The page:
A warning to my religious friends: this author is a Darwinist. He opens up with Darwin’s observations on the variety of life forms to be found in a coral reef and extrapolates the analogy to human environments where ideas can thrive and grow, like cities and the World Wide Web. He uses other analogies from the theory of evolution throughout the book, namely, “the lucky accident” as opposed to the “argument from design.”

Now, I welcome the idea of embracing error as part of progress. The testing culture of our schools makes us way too afraid of being wrong, and not only does it inhibit creativity, it doesn’t reflect the real world. Nobody makes progress without trial and error. But I find it very hard to believe that dinosaurs evolved feathers for warmth, even though feathers just happen to be perfectly structured for flight, and the dinosaurs discovered this by experimental movements. Yes, the discovery of penicillin was one lucky accident. But the feather thing is pushing it.

Even still, I can’t give the book less than a five even though some parts went right over my head. My favorite part was learning about the “commonplace notebooks” or journals the Enlightenment thinkers used to keep of their reading. It sounded just like Goodreads, and it got me to write in my hand journal again for the first time in months. But the coolest part was that someone who read one of those notebooks as a child was instrumental in designing the web as we know it. (That was in the chapter called “The Slow Hunch.” From a seemingly unrelated train of thoughts, brilliant connections can arise if you wait long enough.)

My other favorite part was the Appendix at the end in which the author gives short chronological summaries of inventions and discoveries from the Middle Ages to the present. He credited Charles Townes and not Gordon Gould for the invention of the laser, but fine, no author can be perfect. So Darwinism aside, I probably will read more from Steven Johnson. He’s got plenty to teach.
Profile Image for C.
1,090 reviews1,050 followers
April 28, 2013
This book shows that “good ideas” (or key innovations) are generally products of prior discoveries, experimentation, and collaboration, not the Eureka moments of isolated geniuses. I found the historical anecdotes interesting and the lessons somewhat insightful, but overall the book wasn’t especially fascinating. I also felt that Johnson’s repeated comparisons of human ingenuity to evolutionary ecology were stretching the metaphor and didn’t contribute to his points. My favorite chapter was The Fourth Quadrant, which explores innovation in market-based (profit-seeking) and non-market-based environments.

The book’s last paragraph gives advice on having good ideas, which is a concise summary of the book: “Go for a walk; cultivate hunches; write everything down, but keep your folders messy; embrace serendipity; make generative mistakes; take on multiple hobbies; frequent coffeehouses and other liquid networks; follow the links; let others build on your ideas; borrow, recycle, reinvent.”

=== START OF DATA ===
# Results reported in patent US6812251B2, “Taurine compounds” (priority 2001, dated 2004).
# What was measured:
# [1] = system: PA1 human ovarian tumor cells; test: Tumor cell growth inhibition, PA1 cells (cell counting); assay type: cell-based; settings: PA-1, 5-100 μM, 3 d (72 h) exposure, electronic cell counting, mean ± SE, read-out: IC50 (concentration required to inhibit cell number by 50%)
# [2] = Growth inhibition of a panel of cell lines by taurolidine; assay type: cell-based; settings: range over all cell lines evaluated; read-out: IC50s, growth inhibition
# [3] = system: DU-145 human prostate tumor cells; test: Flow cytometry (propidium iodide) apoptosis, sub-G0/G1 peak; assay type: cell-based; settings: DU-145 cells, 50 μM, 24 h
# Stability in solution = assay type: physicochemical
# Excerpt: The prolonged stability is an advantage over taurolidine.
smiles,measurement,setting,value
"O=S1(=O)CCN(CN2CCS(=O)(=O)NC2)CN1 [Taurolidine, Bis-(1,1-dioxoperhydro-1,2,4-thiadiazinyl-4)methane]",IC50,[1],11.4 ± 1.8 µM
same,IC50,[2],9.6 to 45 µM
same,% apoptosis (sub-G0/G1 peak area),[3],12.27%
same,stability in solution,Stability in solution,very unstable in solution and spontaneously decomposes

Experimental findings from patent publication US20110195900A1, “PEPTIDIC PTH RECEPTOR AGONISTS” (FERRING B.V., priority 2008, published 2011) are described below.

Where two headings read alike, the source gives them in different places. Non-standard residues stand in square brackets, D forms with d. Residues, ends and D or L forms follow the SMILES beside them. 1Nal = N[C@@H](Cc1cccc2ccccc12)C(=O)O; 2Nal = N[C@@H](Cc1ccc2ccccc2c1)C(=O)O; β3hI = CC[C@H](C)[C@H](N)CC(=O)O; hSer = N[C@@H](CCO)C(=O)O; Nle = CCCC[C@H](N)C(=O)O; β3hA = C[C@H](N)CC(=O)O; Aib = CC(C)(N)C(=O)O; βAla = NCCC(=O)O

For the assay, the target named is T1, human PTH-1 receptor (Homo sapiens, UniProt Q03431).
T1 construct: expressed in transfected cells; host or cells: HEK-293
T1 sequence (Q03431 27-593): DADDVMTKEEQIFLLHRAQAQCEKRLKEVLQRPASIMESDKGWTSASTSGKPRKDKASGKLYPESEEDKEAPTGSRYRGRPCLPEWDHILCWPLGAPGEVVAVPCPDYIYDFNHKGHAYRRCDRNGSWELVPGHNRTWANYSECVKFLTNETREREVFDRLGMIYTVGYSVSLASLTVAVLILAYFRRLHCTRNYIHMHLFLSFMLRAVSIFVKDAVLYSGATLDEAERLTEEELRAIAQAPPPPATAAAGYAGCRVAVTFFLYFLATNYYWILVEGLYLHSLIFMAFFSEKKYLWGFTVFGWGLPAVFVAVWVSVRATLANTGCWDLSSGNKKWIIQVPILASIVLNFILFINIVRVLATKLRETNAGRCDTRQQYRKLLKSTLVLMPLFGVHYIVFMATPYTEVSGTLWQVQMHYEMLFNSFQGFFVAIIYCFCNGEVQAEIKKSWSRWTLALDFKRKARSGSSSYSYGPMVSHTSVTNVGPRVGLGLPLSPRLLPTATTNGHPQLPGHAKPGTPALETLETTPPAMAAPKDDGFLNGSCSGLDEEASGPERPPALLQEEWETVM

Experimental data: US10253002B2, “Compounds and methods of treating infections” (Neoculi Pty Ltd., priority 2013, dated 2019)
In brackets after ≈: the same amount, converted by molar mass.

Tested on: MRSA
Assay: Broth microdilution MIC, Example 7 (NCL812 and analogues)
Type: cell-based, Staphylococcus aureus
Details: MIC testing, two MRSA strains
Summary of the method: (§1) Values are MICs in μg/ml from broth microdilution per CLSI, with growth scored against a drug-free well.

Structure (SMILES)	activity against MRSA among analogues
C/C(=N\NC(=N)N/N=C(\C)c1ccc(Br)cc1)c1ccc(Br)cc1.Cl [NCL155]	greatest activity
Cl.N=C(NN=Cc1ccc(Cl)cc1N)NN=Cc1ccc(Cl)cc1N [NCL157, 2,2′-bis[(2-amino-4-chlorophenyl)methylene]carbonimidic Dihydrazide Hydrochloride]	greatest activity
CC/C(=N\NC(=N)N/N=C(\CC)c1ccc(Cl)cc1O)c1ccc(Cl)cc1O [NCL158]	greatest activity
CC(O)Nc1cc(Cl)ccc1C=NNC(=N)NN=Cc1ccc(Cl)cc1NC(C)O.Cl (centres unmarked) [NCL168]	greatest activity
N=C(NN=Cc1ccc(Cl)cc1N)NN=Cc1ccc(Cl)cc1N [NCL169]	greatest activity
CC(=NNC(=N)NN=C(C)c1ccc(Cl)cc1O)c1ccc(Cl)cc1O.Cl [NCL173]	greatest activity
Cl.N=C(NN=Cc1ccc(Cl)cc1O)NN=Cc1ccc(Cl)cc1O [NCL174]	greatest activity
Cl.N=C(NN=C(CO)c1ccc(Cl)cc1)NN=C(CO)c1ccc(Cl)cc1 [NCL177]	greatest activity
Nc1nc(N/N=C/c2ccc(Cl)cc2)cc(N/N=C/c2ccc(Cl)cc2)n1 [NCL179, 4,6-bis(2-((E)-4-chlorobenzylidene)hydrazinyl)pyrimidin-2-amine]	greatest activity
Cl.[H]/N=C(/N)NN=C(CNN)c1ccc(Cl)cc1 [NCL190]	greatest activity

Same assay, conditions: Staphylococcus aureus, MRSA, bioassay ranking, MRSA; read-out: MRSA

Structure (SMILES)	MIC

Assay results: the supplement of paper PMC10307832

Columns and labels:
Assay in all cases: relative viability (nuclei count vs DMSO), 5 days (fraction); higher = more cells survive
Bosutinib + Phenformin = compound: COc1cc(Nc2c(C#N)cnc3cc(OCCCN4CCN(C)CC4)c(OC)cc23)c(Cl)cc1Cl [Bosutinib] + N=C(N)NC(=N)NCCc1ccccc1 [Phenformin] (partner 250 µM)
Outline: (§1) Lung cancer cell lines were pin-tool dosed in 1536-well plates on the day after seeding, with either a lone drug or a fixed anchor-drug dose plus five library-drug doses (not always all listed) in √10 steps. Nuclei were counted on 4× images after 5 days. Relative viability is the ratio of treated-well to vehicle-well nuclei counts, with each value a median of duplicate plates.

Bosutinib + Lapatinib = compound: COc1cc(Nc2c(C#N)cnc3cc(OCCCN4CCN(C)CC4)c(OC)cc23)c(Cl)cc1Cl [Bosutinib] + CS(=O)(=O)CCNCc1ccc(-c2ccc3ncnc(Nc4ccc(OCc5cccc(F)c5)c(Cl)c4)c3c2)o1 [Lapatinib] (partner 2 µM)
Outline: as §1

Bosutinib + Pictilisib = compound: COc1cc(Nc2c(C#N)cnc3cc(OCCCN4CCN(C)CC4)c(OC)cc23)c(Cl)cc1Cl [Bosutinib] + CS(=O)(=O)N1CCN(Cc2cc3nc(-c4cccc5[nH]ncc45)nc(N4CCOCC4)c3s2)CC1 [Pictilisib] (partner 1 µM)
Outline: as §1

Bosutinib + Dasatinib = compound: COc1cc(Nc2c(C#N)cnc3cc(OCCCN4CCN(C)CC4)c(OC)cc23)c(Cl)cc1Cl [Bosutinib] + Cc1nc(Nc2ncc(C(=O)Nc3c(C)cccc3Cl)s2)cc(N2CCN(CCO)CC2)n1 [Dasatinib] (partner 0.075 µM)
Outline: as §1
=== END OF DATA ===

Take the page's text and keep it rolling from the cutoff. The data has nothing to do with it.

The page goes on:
The appendix contains an interesting chronology of key innovations from 1400-2000 AD, which shows that many innovations were discovered independently by separate innovators, and that many were based on years of research built on previous ideas.

I read this because it was listed in .net Magazine’s The top 50 books for web designers and developers. The list has since been updated, and no longer includes it.

The Adjacent Possible
• Good ideas are constrained by the “parts” (physical or conceptual materials) and skills that surround them.
• Ideas are limited by the “adjacent possible”; the realm of options made reachable by previous ideas.
• The best environments for creating good ideas are those that help people expose the adjacent possible, by exposing a diverse sample of mechanical or conceptual parts, and encouraging novel ways of recombining them.
• Bad environments punish experimentation, obscure branches of possibility, and make the current state so satisfying that no one explores.
• To have good ideas, don’t sit in isolation and think big thoughts; get more “parts” on the table.

Liquid Networks
It’s not the wisdom of the crowd, but the wisdom of someone in the crowd. Individuals get smarter because they’re connected to a social network.

The Slow Hunch
Hunches need space and time to evolve.

How to trigger serendipitous thoughts: go for a walk, take a shower or bath, read, get away from work and tasks.

Errors force us to rethink our biases and contemplate alternatives, spurring innovation.

Great innovators have many hobbies, and ideas from different projects make connections that lead to insights.

The Fourth Quadrant
• “Market-based competition has no monopoly on innovation. Competition and the profit motive do indeed motivate us to turn good ideas into shipping products, but more often than not, the ideas themselves come from somewhere else.”
• From the 1800s on, innovation has increasingly taken place in collaborative groups (“collective invention”), inside and outside the market.
• Why do some good ideas flourish without economic incentives? Non-market environments are more efficient because they’re more open than market environments, which have barriers like copyright, patents, and trade secrets. People can focus on creating new ideas rather than spend time and money protecting old ones.
77 reviews15 followers
February 25, 2011